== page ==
Home » About Me » The Girl with The Girl with the Dragon Tattoo on Her Kindle

The Girl with The Girl with the Dragon Tattoo on Her Kindle

I am in the midst of a passionate love affair with my new Kindle. I’m not the only one in love with a Kindle, I’m sure of that. Before any of you think that I’m on the payroll of Amazon, I’m not. I’m just the kind of person who likes to read more than one book at once, and having many books on one device gives me a lot of joy.

The Girl with the Dragon Tattoo is what I’m reading right now. It’s not my standard fare, but I’m enjoying it greatly. I’m only five chapters in, but I can’t stop. The characters, the plotting, and the intrigue are thrilling. One small problem I have with it, though, is the large amount of exposition. Speeches almost a full page in length, where a character is simply relaying information to another character, and the reader, seem surprisingly prevalent.  Maybe some interjections from the listening party to break up the monologue and bring it back to a dialogue would have helped.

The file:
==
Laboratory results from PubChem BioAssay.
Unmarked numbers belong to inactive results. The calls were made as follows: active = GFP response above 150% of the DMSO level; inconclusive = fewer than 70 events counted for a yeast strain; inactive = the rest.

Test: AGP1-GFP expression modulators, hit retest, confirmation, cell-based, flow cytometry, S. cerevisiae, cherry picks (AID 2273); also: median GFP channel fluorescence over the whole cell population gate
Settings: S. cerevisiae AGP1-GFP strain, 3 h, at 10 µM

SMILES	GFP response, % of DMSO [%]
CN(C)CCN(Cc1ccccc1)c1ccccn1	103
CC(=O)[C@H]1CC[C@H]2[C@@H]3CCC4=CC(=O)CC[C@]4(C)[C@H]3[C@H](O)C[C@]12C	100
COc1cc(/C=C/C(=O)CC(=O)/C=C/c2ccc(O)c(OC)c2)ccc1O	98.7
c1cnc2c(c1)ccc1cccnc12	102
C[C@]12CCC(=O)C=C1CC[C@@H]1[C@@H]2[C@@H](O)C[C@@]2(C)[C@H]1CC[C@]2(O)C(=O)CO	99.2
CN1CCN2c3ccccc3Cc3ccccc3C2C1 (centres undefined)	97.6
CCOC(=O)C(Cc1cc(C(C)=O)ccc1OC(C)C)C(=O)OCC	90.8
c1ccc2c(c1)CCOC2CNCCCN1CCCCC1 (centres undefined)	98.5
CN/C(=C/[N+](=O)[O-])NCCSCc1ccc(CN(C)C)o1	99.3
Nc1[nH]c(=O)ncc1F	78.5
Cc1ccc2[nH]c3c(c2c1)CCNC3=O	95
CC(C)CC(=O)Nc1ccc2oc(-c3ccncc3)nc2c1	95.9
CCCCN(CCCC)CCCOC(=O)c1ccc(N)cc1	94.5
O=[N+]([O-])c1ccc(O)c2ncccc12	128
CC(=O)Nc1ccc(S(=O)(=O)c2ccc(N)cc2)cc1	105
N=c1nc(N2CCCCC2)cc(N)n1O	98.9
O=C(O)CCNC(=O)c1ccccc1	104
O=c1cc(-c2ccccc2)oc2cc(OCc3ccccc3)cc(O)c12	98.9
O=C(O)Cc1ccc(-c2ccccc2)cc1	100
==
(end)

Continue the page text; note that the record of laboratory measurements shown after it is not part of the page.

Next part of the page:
This is not a book review of The Girl with the Dragon Tattoo. Nor is this a criticism of Steig Larsson’s wonderful book that has me completely hooked. But, I believe quite strongly that being a writer has colored the way I read. I find myself thinking about what I would have done differently. I find myself wishing that I’d have thought of such a great character or story idea. I find myself disappointed that a story hasn’t gone the way I hoped it would, and I find myself giddy with joy at an unexpected turn that catches me by surprise.

Trying to see these emotions as writing lessons in my own writing is something that I continually strive for. Of course, I’m not talking about re-using ideas, or taking a character like Lisbeth Salander and re-creating her under a new name and face. I’m talking about searching myself as a reader and striving to understand the “why” behind my reaction (positive or negative) and to take that information and use it as a writer.

I believe that it is an important skill, and it’s one I work continually work to develop.